Waiting for canvass for official results
Councilmen Bruce Roundy and Jim Paschall expressed satisfaction Wednesday at their victories in Tuesday's election.
"You always feel really good after an election (is done)," Roundy said. "It (the win) re-affirmed what you have been doing."
He said his re-election also is humbling and he is "grateful to the people that voted for me."
Roundy garnered 1,205 votes for 27.67 percent as of Thursday - making him the leader in the five-candidate race.
The election count is complete, but the results are not official until the canvass is completed and the Board of Supervisors certifies the election.
Roundy said he will continue to do his due diligence for the city and try to vote for the greater good of Orland in his next term.
"When I am on that dais, I keep that in mind," he said.
Roundy also is looking forward to working with City Manager Peter Carr, whom he said has "done an excellent job" in trying to move the city ahead.
He described Carr as a "get it done guy," and said it is exciting to get things done.
"I am looking forward to working with the other council persons," Roundy added. "I see better days ahead for Orland."
Paschall said it is gratifying to see the voters think he has done a good job.
"A good enough job they put you back in there. I must have done something right," he said.
His platform was to use common sense, and he plans to continue to support the new city manager.
Businesses coming into Orland will help increase sales taxes, and that could allow it to make improvements in the future, Paschall said.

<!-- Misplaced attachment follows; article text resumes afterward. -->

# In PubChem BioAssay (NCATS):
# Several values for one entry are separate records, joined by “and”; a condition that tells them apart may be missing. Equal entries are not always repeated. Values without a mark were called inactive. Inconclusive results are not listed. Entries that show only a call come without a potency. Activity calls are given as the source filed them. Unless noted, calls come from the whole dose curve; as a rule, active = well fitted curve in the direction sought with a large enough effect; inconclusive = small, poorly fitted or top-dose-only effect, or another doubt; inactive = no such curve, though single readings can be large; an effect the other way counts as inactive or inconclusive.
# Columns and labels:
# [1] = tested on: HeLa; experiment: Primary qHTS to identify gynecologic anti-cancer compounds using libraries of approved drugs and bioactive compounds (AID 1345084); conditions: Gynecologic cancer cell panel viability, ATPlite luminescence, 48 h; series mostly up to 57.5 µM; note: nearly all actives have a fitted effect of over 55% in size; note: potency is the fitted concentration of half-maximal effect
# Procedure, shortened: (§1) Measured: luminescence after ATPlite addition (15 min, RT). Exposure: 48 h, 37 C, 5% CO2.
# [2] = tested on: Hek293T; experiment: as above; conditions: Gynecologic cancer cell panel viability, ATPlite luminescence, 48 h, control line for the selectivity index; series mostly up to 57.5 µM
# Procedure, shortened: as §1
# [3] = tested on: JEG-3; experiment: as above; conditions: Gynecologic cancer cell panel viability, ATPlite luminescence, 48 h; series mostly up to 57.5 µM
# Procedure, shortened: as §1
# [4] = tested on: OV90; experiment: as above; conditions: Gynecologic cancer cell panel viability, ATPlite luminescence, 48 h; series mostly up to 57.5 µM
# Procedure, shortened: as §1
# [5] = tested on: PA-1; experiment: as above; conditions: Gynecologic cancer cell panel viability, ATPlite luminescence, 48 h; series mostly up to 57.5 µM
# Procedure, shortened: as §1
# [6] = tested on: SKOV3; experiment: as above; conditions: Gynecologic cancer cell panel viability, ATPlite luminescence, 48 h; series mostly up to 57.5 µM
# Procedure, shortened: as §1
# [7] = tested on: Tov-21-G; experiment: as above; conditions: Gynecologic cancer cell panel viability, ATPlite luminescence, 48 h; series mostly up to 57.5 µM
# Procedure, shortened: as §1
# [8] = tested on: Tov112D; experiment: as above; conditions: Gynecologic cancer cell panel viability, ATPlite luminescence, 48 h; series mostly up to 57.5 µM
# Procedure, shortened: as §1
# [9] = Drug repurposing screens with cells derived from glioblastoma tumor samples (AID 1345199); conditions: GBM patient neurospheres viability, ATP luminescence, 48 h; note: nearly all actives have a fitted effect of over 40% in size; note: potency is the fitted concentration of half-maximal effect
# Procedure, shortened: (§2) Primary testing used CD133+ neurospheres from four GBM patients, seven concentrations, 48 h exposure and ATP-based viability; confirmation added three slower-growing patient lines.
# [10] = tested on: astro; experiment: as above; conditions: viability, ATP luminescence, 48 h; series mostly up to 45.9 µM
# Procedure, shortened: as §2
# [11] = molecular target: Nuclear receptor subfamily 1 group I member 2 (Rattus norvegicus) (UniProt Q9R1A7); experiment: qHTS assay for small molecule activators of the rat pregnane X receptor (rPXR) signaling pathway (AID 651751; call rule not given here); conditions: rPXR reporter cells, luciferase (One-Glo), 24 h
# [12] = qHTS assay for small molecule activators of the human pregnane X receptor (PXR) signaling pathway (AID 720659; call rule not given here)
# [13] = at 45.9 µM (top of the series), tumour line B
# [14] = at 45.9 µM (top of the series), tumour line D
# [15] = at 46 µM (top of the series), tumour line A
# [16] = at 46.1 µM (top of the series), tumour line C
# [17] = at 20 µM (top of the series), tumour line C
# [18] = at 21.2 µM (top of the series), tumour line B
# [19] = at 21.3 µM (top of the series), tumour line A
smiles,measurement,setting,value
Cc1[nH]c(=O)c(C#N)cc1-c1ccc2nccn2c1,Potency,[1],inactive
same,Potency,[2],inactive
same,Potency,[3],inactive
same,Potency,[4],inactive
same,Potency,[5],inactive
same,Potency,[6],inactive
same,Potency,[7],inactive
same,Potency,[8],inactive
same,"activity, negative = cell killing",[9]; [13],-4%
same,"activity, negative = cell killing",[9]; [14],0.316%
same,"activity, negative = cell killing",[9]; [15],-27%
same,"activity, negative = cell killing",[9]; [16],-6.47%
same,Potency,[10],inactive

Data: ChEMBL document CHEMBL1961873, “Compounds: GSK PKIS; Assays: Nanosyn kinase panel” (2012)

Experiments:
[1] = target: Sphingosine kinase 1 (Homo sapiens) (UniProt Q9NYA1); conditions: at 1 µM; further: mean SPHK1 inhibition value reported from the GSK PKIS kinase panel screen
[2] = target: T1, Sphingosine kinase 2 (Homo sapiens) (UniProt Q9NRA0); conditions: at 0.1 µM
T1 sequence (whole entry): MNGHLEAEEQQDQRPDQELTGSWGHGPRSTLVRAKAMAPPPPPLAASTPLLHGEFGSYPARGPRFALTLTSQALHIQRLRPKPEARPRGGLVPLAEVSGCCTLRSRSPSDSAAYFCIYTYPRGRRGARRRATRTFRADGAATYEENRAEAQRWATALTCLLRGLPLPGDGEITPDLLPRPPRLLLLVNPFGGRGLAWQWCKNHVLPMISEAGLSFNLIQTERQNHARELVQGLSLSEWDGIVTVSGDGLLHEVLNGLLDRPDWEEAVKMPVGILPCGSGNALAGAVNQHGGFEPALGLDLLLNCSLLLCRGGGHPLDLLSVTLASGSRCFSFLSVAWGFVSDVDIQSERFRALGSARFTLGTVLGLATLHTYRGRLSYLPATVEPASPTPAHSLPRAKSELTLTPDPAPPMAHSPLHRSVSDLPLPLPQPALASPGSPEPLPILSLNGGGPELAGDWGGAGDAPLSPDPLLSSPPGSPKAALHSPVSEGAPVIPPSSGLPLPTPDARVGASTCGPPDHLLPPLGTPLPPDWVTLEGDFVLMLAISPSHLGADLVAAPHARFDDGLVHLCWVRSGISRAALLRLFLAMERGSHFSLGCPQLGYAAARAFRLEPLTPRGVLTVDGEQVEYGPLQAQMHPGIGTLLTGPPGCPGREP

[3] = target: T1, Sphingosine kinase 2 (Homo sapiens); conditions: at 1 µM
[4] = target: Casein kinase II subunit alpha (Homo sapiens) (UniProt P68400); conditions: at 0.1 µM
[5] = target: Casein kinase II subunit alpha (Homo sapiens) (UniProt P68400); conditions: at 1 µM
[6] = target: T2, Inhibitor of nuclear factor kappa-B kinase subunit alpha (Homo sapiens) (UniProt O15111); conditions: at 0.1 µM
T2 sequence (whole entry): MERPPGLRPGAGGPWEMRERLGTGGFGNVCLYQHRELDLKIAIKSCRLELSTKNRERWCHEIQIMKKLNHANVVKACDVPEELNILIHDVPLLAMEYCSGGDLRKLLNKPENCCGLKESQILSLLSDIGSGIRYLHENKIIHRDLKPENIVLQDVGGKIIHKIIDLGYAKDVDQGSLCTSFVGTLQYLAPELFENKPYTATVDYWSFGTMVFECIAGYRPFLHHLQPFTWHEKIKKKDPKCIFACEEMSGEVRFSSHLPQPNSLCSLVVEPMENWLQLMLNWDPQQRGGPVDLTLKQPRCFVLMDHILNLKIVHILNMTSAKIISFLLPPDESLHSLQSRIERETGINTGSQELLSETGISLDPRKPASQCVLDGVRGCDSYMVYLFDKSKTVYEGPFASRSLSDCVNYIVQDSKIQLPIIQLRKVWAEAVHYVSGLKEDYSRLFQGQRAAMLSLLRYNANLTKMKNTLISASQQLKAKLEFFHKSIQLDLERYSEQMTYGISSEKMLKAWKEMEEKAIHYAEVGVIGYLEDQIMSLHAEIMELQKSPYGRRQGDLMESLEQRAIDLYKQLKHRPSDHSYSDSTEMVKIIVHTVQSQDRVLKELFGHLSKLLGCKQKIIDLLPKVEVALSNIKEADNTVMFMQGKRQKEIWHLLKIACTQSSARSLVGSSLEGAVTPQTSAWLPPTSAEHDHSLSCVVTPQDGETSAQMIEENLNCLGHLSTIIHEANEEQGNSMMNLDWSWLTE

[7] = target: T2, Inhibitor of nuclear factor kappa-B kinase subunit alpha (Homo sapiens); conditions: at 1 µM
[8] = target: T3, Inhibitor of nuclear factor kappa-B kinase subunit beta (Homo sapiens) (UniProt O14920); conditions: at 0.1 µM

He also said he is pleased Roundy got back in because of his experience, but he did not have a preference with the other candidates.
"I would like to see some younger people in there, but they are not running," Paschall said. "So we older people will have to do the best we can."
Paschall's count was 918 votes and 21.04 percent.
As to be expected, Edwards said she feels good about her win.
"It will be four years of work and dedication," Edwards said, "which is quite a bite for anybody to chew."
She said the year-round job forces council members to work around the council's schedule, and she will have to learn to work with some strong personalities.
But Edwards said she sees more positives about the experience than negatives.
She added issues she wants to see addressed include more street lights and road repairs.
"The lighting in some neighborhoods is truly abysmal," Edwards said, and lack of street lights is conducive to higher crime rates.
Edwards' semi-official count was 854 votes and 19.57 percent.
Veteran Councilman Mike Yalow came in last in the race as of Thursday with 637 votes for 14.60 percent.
Former council member Marjorie Palmer was fourth with 750 votes and 17.19 percent.